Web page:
An environmental law organization filed a lawsuit on behalf of Nā Kia‘i Kai and Surfrider Foundation against Kaua‘i County and director of the state Department Health for violating the Clean Water Act.
According to the Earthjustice lawsuit, the County of Kaua‘i has been violating, and continues to violate, the Federal Water Pollution Control Act, also known as the Clean Water Act, by discharging drainage waters contaminated with sediment and other pollutants from the Kīkīaola Harbor Drain – an unlined, earthen ditch located on West Kauaʻi’s Mānā Plain that the county owns, operates and maintains – into the Pacific Ocean without the required National Pollutant Discharge Elimination System, or NPDES, permit.
The lawsuit states that in a 2019 victory for the community groups, the U.S. District Court for the District of Hawai‘i ruled that discharging pollution into the ocean from the Mānā Plain’s plantation-era drainage ditch system, including from the Kīkīaola Harbor Drain, requires a federal permit under the Clean Water Act. After the ruling, the county took over operation and management of the Kīkīaola Harbor Drain from the state Agribusiness Development Corp.
The community groups alerted the county to the court order and the need for an NPDES permit, and the county contacted the state Health Department for guidance on the permitting process. The Health Department responded that no permit was required, contradicting the federal court’s order.
“The County of Kaua‘i takes seriously any need to comply with all relevant environmental regulations,” stated Wade Lord, County Capital Improvements Program Manager. “When first contacted by Earthjustice in March 2021 about the need for proper stormwater management and approvals, we immediately were responsive and contacted the state Department of Health on what next steps we need to take under law. Notwithstanding DOH’s initial determination on what environmental approvals are necessary, we remain committed to fulfilling all legally required actions. As determinations may potentially change, we will immediately move to complete those required actions under DOH direction. The county has applied for all necessary permits, to open the outfall in emergency situations to prevent flooding in Kekaha town. We are currently waiting for state approval.”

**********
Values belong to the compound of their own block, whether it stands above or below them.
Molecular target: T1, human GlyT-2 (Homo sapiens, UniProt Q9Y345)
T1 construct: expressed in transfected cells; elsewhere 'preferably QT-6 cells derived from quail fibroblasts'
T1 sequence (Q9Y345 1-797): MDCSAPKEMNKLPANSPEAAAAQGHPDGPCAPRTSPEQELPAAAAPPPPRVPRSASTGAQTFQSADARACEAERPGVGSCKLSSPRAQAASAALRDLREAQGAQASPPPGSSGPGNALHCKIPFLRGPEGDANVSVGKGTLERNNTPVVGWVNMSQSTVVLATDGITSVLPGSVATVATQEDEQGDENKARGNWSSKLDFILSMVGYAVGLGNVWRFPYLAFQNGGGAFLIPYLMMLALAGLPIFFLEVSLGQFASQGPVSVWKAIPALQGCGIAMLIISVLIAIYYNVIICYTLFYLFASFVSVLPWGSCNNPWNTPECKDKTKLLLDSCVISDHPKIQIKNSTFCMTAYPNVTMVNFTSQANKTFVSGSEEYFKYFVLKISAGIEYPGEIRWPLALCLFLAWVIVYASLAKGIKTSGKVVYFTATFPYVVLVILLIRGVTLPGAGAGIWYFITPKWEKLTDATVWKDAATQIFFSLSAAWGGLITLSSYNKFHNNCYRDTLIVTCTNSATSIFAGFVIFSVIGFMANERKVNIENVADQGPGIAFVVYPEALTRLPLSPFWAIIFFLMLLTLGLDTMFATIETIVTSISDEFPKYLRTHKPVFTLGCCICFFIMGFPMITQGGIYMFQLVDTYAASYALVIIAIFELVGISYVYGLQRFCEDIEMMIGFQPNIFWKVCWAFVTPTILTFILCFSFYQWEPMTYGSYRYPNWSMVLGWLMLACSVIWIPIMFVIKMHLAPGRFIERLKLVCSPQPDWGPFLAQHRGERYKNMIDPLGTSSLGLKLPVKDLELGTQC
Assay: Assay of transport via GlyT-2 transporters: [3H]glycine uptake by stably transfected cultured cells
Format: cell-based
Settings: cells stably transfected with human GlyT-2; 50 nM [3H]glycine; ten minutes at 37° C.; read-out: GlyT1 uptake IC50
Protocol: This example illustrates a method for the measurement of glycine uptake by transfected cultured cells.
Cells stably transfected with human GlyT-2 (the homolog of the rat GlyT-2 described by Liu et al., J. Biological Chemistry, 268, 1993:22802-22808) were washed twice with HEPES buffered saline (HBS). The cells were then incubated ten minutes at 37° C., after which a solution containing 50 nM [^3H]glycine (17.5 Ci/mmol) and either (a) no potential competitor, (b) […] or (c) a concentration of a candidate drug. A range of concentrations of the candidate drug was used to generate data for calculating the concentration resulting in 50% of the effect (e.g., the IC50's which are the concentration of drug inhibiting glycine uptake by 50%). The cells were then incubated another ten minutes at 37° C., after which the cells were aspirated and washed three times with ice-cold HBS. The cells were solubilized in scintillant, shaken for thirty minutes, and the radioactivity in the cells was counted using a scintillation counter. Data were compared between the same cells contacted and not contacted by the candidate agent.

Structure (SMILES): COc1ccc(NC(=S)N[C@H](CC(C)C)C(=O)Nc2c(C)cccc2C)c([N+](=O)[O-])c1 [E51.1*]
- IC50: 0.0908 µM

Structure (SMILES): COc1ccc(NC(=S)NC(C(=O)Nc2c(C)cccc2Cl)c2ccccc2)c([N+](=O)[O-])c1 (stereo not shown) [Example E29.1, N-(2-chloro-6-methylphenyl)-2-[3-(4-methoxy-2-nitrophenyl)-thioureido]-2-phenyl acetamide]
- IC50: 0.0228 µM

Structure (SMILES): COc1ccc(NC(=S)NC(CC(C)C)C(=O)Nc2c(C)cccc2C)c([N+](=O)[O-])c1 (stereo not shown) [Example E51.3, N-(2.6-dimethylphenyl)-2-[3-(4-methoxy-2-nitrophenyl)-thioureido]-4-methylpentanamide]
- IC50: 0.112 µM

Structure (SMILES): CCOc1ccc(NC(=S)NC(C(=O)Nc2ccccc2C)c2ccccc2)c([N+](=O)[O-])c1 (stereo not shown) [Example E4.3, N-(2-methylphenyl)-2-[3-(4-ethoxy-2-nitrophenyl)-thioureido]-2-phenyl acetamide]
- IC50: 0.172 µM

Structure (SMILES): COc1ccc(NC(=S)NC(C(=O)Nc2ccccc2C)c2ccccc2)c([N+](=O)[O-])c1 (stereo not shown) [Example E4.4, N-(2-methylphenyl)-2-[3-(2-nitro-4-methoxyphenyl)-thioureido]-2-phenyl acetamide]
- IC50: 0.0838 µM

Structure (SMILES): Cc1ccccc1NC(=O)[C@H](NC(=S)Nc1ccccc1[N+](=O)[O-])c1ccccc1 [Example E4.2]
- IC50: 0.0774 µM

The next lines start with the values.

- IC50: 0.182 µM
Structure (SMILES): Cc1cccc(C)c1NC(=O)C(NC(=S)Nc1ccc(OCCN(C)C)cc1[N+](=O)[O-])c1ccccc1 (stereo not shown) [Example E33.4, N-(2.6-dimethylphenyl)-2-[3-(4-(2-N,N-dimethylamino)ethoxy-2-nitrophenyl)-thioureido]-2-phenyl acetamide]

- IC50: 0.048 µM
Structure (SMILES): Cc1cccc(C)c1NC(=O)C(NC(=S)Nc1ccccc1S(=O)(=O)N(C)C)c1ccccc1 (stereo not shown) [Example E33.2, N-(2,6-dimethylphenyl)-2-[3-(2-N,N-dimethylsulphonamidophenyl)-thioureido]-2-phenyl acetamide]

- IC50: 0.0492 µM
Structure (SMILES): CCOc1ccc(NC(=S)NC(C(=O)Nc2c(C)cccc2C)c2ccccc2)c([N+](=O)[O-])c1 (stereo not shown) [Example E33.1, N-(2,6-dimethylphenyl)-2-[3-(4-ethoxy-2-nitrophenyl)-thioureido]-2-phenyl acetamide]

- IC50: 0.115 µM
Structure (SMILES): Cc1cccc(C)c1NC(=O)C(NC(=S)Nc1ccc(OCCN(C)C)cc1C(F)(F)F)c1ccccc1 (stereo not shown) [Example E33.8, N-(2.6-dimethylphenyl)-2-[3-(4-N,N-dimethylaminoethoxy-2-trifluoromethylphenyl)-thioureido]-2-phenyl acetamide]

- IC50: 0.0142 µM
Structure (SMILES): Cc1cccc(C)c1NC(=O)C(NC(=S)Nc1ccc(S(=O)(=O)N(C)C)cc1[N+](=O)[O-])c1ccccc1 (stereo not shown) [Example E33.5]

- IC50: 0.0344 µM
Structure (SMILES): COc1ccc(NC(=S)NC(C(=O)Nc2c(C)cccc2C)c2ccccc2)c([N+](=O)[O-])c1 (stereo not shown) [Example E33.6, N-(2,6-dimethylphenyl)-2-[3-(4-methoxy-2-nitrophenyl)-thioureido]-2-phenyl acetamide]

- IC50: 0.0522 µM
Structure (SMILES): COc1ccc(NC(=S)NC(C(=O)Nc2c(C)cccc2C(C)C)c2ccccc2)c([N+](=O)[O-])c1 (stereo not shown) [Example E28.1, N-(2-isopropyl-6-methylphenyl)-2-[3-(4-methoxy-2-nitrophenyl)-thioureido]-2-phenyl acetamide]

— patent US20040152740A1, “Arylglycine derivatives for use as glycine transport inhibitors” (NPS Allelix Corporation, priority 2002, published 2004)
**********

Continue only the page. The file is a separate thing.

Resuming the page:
The groups seek to protect subsistence fishing grounds, surf breaks and other recreational areas from continued contamination with pollutants, including sediment that muddies the water and suffocates the reef.
Community members catch fish and crab in Kīkīaola Harbor and also surf and swim in the surrounding areas.
“The Health Department is more like the Do Nothing Department when it comes to protecting our oceans from pollution,” said Lawrence Kapuniai, a Kekaha resident and member of Nā Kia‘i Kai. His family has been fishing and gathering along the West Kauaʻi shoreline for generations. “This ocean is our icebox, and I am not ready to give up on getting it clean so that the next generation can learn to fish at Kīkīaola, the same way I did. That is why we are demanding this new permit to control the pollution dumped into our ocean.”
“The Department of Health’s No. 1 job is supposed to be protecting human health and the environment,” said Earthjustice attorney Elena Bryant. “It makes zero sense for the department to designate Kīkīaola as an impaired water body due to turbidity and then ignore the very effective tool they have for reducing that pollution, even after a court directly ordered them to do so.”
According to the lawsuit, the pollution from the Kīkīaola Harbor Drain has had detrimental effects on, and poses an ongoing threat to, the water quality and health of West Kauaʻi’s marine waters and ecosystems, particularly the coastal waters along the Kapilimao Watershed, including at Kīkīaola Small Boat Harbor.
“The discharge waters visibly contain sediment, including from the eroding drainage ditches that lead to the outfall of the Kīkīaola Harbor Drain,” the lawsuit states.
Water quality testing has detected elevated levels of turbidity, diesel and enterococcus bacteria in the Kīkīaola Harbor Drain.
“The poisoning of our oceans is both an environmental problem and a public health problem,” said Dr. Carl Berg, Kauaʻi resident and senior scientist for Surfrider Foundation, Kauaʻi Chapter. “Westside ditch waters must be cleaned up and it is long overdue for the Department of Health to do its job and force polluters to stop putting our health at risk.”
The county and DOH director have 21 days to answer the complaint. The federal Clean Water Act requires the county to apply for an NPDES permit and minimize pollution from Kīkīaola Harbor Drain. The Health Department is the state agency tasked with administering the NPDES permit program. An NPDES permit to discharge into the nation’s waters is a tool to reduce water pollution.
Read the full lawsuit below: